In an effort to provide this level of customer/patient service, most care providers have already adopted some form of electronic health record (EHR). In fact, according to a Medscape survey, 83% of physicians use an EHR. EHRs function as a kind of healthcare management solution. What is healthcare management? Simply put, healthcare management is the process by which the ongoing logistics and data associated with patient treatment — including patient history, progress notes, complications, prescriptions, immunizations, laboratory data, and test results — are stored, organized, and kept up to date. Healthcare management software includes programs designed to help with billing, scheduling, task organization, and so on. But while healthcare management systems are certainly valuable, the problem is that caregivers often rely on many different, nonintegrated programs to provide a comprehensive healthcare management solution. As a result, data can get lost, misinterpreted, or incorrectly filed as it is passed between programs.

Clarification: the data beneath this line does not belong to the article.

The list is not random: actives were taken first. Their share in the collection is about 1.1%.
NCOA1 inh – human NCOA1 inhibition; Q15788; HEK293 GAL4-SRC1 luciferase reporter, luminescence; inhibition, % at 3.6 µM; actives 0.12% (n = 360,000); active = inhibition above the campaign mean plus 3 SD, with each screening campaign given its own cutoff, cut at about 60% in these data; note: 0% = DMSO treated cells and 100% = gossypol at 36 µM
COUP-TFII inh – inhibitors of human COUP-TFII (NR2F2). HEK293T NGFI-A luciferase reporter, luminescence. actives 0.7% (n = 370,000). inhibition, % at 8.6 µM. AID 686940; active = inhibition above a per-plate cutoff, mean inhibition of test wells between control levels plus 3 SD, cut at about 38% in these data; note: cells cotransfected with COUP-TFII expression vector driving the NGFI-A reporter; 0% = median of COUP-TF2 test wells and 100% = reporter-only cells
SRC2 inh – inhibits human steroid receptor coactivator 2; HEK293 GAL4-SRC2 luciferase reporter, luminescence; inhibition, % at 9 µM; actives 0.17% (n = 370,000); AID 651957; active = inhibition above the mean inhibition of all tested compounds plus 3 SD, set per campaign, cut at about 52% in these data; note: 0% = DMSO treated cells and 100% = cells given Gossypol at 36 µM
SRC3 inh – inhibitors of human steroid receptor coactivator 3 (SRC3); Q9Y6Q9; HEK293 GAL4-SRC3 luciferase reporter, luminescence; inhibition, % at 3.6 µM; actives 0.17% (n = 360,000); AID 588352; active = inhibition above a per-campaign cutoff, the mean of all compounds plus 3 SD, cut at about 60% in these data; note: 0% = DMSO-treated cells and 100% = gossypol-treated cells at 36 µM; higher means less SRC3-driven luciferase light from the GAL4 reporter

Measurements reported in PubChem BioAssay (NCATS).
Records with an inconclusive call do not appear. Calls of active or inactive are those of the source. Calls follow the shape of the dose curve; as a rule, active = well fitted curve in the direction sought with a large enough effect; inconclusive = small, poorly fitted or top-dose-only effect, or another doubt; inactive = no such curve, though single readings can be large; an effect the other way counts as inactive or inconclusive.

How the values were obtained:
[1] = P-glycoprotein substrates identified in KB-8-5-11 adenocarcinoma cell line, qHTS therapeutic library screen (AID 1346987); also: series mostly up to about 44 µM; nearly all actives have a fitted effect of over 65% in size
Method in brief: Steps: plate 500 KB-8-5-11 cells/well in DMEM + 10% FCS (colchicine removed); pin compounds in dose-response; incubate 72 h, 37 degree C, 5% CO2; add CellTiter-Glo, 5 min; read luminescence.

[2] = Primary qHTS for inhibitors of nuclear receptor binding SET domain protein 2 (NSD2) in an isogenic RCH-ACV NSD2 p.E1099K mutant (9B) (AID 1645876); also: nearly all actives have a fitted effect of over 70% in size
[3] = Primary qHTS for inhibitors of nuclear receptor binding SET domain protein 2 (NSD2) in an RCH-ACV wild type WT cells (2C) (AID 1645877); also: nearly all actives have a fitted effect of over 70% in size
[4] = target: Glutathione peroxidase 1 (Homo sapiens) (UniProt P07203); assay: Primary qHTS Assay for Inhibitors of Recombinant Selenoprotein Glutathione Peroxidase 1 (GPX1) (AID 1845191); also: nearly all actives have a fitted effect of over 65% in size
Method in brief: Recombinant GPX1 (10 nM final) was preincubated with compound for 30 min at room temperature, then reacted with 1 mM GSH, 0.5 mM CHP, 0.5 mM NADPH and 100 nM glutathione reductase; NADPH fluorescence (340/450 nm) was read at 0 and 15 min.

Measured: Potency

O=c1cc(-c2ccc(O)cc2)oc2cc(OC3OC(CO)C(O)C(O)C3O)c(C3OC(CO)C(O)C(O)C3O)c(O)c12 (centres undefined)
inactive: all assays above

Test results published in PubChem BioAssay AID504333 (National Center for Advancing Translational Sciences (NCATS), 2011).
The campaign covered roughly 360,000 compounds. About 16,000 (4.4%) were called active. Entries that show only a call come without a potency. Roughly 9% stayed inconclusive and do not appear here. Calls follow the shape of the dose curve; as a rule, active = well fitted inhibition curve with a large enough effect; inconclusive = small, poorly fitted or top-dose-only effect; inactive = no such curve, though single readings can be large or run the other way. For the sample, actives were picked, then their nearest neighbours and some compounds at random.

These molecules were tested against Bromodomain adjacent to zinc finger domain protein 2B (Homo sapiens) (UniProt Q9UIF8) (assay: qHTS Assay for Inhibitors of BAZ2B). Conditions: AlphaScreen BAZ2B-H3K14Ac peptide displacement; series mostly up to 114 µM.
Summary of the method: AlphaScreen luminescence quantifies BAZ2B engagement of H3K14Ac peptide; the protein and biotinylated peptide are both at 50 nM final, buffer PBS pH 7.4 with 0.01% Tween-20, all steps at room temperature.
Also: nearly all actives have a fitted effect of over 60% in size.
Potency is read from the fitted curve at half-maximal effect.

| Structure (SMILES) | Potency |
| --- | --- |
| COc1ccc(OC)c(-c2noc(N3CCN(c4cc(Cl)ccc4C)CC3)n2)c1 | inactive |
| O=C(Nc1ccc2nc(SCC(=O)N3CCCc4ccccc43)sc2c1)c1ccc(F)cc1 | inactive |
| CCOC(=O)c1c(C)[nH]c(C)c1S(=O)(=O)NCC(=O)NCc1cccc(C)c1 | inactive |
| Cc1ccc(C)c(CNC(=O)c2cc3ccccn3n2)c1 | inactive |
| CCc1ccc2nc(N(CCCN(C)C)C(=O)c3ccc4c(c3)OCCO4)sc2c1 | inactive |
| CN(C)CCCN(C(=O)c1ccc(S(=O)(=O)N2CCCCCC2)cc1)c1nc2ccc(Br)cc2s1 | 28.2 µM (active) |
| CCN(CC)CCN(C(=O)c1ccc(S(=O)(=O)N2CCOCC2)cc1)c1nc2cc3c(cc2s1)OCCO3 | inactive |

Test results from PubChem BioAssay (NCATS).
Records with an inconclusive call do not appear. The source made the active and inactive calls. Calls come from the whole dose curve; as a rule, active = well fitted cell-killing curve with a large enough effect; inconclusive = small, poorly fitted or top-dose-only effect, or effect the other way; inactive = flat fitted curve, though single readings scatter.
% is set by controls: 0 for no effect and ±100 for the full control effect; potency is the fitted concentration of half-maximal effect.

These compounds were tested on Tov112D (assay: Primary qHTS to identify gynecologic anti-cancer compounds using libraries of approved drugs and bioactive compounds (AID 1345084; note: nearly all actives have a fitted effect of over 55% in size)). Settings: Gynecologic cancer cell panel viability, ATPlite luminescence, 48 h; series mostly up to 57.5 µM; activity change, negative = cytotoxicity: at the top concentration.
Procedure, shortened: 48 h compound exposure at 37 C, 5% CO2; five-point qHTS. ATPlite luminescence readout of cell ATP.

The problem becomes even more apparent when patients switch caregivers. When patients are transferred from one medical professional to another, information may easily get lost in the shuffle. When patient data is incorrectly handled, it can lead to medical errors, which are currently the third leading cause of death in the United States (after heart disease and cancer). Perhaps even more telling is that researchers suggest that by improving communication, patient injuries from medical errors could be reduced by as much as 30%.
Just as CRM has made it possible for businesses and other organizations to streamline, coordinate, and optimize their customer interaction, it can likewise revolutionize the healthcare management process. However, CRM is not meant to be a standalone solution to replace conventional EHR. Instead, it should complement and enhance existing clinical systems.